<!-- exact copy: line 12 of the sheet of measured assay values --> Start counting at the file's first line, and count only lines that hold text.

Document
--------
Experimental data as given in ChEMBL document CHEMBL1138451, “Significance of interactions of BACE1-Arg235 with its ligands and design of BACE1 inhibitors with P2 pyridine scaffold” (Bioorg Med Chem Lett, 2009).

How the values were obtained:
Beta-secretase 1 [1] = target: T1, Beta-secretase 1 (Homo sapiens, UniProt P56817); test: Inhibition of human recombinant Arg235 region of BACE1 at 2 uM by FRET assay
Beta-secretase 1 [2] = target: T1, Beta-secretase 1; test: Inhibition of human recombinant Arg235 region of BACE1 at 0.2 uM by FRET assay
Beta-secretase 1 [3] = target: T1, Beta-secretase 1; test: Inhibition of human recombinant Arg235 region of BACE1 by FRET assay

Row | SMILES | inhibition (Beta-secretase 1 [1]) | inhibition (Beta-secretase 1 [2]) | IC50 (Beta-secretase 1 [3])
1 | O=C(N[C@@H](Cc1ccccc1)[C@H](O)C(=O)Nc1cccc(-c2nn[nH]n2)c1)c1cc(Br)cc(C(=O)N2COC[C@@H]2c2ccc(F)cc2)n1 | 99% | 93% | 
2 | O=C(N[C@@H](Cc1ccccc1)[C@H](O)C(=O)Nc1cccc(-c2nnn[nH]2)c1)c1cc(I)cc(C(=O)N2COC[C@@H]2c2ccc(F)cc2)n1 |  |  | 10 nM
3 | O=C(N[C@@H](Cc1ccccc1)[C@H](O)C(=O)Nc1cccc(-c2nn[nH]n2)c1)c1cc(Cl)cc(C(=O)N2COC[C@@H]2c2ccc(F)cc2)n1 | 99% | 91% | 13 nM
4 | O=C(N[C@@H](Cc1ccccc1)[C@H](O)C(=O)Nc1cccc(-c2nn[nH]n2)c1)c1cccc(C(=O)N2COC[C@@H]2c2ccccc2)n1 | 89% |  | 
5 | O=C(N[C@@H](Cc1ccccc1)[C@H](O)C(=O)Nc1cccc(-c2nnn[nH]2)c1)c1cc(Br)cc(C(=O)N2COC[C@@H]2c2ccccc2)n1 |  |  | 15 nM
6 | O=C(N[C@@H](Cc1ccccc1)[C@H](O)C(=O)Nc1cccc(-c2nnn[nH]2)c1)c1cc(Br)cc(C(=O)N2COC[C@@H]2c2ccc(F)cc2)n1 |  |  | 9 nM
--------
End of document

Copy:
6 | O=C(N[C@@H](Cc1ccccc1)[C@H](O)C(=O)Nc1cccc(-c2nnn[nH]2)c1)c1cc(Br)cc(C(=O)N2COC[C@@H]2c2ccc(F)cc2)n1 |  |  | 9 nM